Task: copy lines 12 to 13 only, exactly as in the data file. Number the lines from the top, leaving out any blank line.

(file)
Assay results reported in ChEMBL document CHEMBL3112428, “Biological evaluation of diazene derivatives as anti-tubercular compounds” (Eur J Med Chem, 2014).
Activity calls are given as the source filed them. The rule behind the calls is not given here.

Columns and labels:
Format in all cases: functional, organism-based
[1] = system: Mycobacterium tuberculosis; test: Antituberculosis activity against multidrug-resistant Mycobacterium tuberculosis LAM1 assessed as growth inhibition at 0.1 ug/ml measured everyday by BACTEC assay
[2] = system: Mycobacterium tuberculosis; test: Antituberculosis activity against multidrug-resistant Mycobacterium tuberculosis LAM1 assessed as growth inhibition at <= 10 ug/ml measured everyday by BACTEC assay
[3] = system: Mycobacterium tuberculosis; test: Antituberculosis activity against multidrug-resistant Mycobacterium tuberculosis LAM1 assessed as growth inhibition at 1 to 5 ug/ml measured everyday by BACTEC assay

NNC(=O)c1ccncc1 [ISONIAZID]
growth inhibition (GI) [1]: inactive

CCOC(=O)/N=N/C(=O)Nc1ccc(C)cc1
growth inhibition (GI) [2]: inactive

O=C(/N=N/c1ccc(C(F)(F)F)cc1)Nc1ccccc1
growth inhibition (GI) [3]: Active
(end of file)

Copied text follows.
O=C(/N=N/c1ccc(C(F)(F)F)cc1)Nc1ccccc1
growth inhibition (GI) [3]: Active